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What falls from the sky: predicting the future in the Arab World

“Before the Arab Spring, things were easy to predict. It was like clockwork.”

– Nahlah Ayed, CBC correspondent


By following journalism’s core tenets—being there, bearing witness, talking to those involved and reporting what was seen, heard and understood—the CBC’s Nahlah Ayed has consistently succeeded in explaining the Middle East and its ever-changing politics to the audience in Canada.

She also did that for the audience at the 15th Annual Kesterton Lecture. With Arab Spring came hope, she told the crowd—but with the hope came the realization that obstacles would not be brushed aside so easily. It made an already complex part of the world even more difficult to read.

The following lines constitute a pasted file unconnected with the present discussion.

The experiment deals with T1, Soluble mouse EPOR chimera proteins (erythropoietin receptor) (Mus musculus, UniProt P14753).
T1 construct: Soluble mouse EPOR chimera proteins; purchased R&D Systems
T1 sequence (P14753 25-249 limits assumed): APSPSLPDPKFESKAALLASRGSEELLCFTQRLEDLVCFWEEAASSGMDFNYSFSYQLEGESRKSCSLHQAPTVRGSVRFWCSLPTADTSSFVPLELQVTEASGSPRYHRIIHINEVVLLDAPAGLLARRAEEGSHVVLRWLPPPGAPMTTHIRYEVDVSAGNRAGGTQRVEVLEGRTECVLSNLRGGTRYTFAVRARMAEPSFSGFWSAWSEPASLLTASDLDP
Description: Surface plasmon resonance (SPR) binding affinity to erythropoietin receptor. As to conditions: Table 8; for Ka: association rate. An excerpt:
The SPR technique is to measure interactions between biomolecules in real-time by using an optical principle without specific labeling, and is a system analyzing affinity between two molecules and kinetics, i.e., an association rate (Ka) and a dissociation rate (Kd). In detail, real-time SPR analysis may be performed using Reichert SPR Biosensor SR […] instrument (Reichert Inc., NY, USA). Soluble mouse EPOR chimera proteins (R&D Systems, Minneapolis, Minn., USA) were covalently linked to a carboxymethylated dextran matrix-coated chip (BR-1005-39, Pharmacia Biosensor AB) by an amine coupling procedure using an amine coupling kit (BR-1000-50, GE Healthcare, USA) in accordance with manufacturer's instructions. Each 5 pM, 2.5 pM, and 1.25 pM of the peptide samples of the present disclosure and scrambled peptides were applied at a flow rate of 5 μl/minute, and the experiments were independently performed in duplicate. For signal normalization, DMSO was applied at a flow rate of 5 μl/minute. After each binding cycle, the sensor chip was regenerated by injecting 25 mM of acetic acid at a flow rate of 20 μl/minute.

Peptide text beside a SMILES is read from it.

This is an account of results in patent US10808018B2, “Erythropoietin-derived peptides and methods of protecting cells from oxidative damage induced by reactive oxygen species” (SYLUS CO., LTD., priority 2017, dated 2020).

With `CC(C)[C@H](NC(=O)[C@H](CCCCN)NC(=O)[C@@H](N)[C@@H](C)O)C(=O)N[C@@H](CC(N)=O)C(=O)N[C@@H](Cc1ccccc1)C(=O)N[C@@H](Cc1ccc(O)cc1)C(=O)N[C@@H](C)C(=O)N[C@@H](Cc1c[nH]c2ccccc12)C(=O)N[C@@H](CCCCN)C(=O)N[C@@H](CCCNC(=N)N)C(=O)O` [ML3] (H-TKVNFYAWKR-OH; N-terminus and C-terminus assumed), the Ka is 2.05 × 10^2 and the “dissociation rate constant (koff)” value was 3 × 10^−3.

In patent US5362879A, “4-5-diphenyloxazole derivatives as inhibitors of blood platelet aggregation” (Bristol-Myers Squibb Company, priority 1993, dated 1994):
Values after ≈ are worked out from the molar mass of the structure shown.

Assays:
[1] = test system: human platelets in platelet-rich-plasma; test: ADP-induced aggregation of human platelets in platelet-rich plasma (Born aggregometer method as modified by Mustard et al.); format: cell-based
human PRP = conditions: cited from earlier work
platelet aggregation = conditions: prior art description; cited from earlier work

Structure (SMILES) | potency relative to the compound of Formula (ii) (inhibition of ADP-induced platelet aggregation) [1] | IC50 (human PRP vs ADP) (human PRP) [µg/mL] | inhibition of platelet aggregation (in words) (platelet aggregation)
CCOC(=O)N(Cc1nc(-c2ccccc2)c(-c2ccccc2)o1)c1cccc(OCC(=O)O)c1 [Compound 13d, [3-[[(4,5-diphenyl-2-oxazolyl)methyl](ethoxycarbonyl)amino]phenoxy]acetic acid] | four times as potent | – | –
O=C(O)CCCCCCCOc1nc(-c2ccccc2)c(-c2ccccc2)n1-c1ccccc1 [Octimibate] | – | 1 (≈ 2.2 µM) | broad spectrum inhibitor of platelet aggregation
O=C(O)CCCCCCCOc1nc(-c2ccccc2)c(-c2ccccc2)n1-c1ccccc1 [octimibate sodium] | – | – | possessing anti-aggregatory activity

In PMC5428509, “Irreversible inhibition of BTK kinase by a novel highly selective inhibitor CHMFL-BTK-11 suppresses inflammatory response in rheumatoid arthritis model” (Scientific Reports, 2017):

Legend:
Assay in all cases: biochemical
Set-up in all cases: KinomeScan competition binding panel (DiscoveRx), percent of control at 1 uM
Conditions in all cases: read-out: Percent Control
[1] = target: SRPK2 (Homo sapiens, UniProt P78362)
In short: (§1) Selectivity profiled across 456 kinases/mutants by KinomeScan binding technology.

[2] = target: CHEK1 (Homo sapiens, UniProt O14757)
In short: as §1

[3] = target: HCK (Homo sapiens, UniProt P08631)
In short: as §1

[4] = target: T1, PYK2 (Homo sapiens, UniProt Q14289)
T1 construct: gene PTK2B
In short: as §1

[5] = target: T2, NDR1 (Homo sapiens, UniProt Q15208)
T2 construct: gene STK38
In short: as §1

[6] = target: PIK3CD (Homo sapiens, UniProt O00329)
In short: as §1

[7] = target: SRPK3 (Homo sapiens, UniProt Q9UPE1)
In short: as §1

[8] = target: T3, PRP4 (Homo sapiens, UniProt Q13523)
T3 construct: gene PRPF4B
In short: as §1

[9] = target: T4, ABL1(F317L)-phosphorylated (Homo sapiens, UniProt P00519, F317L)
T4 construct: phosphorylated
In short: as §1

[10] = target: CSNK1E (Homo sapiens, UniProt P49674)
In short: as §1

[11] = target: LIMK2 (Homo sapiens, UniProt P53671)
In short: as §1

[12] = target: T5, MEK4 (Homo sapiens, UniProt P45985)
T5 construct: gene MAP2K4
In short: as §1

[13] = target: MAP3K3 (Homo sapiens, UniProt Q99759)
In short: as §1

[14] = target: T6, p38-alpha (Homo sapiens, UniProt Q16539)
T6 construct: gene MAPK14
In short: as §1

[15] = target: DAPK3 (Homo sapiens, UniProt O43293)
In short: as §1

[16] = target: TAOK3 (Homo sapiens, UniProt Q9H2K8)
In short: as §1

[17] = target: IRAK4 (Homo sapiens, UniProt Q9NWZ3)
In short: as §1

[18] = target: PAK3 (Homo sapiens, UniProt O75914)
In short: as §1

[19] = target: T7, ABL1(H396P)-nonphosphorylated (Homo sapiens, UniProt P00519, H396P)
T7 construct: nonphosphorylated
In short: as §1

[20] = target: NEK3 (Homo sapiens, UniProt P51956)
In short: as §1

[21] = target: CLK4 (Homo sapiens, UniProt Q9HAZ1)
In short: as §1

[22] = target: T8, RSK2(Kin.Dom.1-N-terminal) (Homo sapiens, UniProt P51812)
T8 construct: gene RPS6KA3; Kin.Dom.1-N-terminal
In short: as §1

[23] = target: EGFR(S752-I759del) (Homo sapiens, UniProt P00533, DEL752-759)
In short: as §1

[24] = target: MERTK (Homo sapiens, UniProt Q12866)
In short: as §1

Ayed belongs to the School’s Master of Journalism Class of ’97. She is based in London for CBC’s The National.

March 11, 2014

From the Carleton Newsroom

“The Middle East is a region that grows more complex by the day, said CBC foreign correspondent Nahlah Ayed.

“It has become much more difficult to predict what’s happening in the Middle East,” she said. “It’s not the same region it was three, four, five years ago.””

Read the full story by Kristy Strauss

From The Charlatan

“State media control, a problem Ayed said hits close to home, has become so pervasive that signals for television shows critical of the status quo, such as that of popular Egyptian satirist Bassem Youssef, are jammed.”

Read the full story by Cassie Hendry